She let go of his arm, a gentle flush infusing her cheeks. “Router,” she corrected. “But I’ll learn. I promise I won’t let you down.”
Daniel expelled a labored breath. Damn it all to hell. He couldn’t turn her away just because she happened to be a radiant, desirable woman he could never have. He needed an assistant and she obviously needed the job. “Fine. I’ll get you settled in tonight and give you a tour of the workshop tomorrow morning.”
For a horrifying second he thought she’d fling her arms around him. Gratitude lit her features, making her all the more lovely. “Thank you.”
He fought the impulse to brush the back of his hand against her cheek. Her skin would be soft, like velvet. He could tell just by looking at her.
Cursing his disturbing reaction to his new assistant, he invited her into his home. Fortunately, she didn’t ask why he didn’t turn on the lights as he led her up the dim staircase. He left her standing in front of the guest room, his throat knotted with anxiety. How would she react once she saw him in the light of day tomorrow? She might very well solve his problem by deciding she didn’t want the job after all.
As much as Daniel prayed she’d do precisely that, a part of him already mourned the fated moment when she’d walk out of his life.
“It looks like a painting.” Jenny gazed at the lighthouse perched on a shelf of ultramarine blue and burnt umber rocks, as they circled San Juan heading for the harbor.
“That’s Lime Kiln Lighthouse.”
Kelp and driftwood floated at the foot of the bluff, framing the shoreline. The cool salt water breeze kissed her face, left a salty taste on her lips. “It’s so beautiful, and so lonely.” The tall, solitary structure, set against gray mountains and encompassed by blue sky and water, reminded her of Daniel—solid, quiet, admired from a distance. How sad that something so enthralling should be so isolated.
“We’ll reach Friday Harbor soon.” Daniel steered the boat, his back turned to her, his expression vacant.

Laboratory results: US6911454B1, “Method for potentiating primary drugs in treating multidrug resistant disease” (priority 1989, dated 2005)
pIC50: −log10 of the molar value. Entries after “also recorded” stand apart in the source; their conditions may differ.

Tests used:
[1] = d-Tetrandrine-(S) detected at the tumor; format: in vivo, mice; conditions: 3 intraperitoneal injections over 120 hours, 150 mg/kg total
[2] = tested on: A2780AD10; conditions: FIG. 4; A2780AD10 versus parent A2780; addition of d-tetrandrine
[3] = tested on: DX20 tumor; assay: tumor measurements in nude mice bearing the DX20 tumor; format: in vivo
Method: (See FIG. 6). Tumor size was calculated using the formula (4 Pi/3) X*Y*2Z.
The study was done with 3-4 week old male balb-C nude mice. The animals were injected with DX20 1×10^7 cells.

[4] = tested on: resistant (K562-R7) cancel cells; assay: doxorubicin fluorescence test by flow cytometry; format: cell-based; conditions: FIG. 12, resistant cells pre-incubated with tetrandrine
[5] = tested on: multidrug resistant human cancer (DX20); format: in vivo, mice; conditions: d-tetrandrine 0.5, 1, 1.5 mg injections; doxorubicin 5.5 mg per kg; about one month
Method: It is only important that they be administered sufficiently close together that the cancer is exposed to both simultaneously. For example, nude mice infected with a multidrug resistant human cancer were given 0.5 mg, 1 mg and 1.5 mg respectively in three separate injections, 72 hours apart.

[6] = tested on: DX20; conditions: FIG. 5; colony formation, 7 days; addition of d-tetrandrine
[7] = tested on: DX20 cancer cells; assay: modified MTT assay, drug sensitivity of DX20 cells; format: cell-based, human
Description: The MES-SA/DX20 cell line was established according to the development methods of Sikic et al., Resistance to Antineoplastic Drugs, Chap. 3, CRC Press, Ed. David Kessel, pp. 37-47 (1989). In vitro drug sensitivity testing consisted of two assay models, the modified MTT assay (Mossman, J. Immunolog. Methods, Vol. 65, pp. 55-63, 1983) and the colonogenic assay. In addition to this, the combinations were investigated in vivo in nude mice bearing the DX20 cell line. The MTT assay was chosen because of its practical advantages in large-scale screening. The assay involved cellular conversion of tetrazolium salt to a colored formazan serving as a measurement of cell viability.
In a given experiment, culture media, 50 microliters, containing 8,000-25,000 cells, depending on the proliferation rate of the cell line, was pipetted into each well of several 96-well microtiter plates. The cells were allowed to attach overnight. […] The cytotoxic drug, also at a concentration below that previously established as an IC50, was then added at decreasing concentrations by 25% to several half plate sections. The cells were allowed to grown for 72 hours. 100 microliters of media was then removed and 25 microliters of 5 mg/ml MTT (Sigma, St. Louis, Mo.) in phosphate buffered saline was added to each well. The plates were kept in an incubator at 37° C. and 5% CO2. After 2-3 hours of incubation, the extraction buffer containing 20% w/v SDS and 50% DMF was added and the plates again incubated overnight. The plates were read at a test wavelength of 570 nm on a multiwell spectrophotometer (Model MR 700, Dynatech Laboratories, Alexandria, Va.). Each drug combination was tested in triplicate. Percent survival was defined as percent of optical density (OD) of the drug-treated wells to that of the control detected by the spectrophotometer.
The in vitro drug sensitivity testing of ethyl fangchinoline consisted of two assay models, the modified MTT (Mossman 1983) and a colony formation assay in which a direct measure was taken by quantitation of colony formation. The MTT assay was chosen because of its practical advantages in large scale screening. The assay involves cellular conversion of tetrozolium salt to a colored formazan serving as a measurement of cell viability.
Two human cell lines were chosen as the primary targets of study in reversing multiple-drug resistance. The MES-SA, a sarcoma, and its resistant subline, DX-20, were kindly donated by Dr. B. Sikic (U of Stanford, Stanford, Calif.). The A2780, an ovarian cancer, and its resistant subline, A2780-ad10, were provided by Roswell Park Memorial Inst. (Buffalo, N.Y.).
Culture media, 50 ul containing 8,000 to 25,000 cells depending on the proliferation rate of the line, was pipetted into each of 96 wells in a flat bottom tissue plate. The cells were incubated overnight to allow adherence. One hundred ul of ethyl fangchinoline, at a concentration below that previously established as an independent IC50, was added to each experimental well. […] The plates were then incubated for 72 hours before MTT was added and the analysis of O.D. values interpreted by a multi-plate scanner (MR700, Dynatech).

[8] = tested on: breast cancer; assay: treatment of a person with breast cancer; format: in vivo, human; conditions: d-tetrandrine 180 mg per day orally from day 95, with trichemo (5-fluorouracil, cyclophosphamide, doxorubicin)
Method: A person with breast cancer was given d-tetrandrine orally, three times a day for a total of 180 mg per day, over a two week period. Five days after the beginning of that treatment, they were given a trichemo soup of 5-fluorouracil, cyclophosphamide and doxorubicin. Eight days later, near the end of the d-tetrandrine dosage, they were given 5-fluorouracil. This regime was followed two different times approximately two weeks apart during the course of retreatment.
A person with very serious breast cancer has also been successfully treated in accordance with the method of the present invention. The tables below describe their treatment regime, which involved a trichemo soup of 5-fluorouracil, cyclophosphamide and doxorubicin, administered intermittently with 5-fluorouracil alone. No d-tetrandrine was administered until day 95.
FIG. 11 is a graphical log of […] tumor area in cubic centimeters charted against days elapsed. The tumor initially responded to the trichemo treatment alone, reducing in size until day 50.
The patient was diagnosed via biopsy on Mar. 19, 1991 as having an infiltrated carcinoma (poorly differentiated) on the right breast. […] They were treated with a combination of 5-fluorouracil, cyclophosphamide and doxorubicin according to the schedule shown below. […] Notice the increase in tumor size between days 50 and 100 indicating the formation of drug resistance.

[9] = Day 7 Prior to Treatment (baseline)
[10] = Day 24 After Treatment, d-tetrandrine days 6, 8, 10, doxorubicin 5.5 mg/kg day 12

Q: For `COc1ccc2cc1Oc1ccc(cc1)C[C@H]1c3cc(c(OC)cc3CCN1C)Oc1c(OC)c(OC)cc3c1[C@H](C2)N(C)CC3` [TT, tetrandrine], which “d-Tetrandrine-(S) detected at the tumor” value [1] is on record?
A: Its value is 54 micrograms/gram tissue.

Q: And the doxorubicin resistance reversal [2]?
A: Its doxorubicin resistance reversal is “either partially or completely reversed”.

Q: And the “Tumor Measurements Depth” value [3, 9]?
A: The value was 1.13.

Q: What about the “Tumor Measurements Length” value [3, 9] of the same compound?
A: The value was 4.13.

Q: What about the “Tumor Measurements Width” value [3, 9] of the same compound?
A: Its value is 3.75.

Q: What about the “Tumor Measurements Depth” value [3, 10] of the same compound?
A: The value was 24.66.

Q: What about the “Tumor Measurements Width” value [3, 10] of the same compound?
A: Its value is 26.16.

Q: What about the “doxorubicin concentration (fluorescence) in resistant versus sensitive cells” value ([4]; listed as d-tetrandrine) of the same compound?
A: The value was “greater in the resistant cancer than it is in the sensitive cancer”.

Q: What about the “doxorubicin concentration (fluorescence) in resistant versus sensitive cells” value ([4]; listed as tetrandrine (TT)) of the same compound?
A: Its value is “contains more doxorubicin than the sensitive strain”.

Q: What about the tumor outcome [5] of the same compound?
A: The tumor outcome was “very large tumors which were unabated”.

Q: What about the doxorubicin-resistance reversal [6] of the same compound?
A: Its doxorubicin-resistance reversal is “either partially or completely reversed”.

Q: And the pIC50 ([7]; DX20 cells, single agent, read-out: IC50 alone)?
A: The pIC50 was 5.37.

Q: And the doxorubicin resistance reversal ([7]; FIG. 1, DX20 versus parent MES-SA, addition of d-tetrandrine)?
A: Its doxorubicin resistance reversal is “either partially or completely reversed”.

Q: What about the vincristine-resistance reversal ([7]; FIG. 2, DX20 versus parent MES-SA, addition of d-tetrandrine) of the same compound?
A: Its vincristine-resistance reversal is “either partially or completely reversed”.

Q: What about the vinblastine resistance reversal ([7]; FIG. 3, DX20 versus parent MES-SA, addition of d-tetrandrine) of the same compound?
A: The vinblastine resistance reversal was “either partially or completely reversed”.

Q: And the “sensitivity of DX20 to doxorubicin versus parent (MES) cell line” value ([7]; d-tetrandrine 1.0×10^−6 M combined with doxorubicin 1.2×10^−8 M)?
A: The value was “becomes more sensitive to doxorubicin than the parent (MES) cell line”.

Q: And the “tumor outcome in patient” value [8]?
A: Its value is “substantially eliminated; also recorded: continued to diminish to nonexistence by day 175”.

She was happy he’d let her come with him, even if he had only invited her because he’d felt sorry for her. What an enigma he was. Yesterday when they’d danced she’d sensed a connection between them. There was nothing indifferent about the way he’d held her, the way his fingers had stroked her back, the way his hand had clasped hers. But today miles separated them. She might as well have been alone on this boat.
She absorbed the sight of him. His features seemed chiseled in stone. She longed for the gentleness of the man who’d comforted her late at night when the nightmares had risen to ensnare her, the man who’d helped her decorate a Christmas tree and who’d held her in his arms so tight she hadn’t known where her heartbeat ended and his began.
“Do you come here often?” she asked above the deafening whoosh of the waves.
“Once a week,” he replied.
A gust of wind whipped his hair, raising it from his face. Briefly, she caught a glimpse of the scars he went to great lengths to conceal. White grooves dug into his flesh, crisscrossing his cheek. Her fingers itched to trace them, to heal them with the loving care of a tender touch. But she couldn’t. Daniel didn’t want her looking at him, let alone touching him.
As they rounded the island they drew nearer to Friday Harbor, where a line of fishing boats and pleasure yachts floated patiently. Seagulls screeched overhead, flapping their wings as they spiraled above the bustling port. A brilliant procession of boats, decorated in shimmering Christmas lights chugged around the harbor. Jenny leaned over the bow, impressed by the sight.